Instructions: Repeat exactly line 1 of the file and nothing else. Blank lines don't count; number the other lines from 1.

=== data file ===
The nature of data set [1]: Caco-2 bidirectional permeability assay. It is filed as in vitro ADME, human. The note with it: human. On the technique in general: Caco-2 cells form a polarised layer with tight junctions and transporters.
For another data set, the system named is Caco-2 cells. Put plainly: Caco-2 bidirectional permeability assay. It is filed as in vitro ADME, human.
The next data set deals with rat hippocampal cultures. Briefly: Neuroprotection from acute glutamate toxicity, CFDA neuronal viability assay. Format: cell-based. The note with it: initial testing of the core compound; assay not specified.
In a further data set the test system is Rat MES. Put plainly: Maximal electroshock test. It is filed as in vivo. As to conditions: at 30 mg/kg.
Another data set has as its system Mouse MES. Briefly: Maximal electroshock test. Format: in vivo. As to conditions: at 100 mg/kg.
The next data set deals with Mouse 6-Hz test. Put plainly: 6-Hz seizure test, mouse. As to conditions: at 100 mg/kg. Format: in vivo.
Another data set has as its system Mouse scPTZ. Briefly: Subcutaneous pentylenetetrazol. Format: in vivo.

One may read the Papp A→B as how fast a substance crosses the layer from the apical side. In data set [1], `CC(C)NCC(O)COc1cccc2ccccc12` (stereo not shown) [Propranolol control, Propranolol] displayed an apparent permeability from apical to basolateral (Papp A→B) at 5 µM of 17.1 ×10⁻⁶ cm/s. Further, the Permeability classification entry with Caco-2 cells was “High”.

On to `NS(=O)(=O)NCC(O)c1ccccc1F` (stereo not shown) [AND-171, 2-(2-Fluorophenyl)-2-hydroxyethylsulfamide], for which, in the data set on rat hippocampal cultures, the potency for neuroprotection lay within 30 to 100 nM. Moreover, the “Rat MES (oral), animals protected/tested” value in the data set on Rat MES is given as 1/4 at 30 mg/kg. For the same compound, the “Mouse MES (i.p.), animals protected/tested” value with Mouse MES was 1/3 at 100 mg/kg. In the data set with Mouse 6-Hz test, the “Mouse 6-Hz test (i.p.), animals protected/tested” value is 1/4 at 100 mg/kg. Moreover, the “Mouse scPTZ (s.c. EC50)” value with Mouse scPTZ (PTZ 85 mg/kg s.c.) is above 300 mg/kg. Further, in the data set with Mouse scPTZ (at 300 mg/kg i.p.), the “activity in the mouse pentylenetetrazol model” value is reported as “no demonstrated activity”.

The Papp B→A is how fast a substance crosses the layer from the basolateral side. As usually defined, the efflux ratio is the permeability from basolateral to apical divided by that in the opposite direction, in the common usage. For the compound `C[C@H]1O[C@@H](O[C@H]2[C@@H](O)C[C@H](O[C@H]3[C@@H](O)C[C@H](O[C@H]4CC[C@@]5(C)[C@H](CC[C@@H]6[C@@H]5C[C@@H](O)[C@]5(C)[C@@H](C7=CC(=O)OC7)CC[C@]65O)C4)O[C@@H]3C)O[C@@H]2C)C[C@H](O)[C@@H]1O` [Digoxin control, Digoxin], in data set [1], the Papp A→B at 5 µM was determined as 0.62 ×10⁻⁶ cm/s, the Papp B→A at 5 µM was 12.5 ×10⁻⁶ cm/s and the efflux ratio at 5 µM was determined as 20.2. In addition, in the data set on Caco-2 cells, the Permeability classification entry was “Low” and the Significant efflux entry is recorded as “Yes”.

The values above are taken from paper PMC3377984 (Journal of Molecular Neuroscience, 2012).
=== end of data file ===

The nature of data set [1]: Caco-2 bidirectional permeability assay. It is filed as in vitro ADME, human. The note with it: human. On the technique in general: Caco-2 cells form a polarised layer with tight junctions and transporters.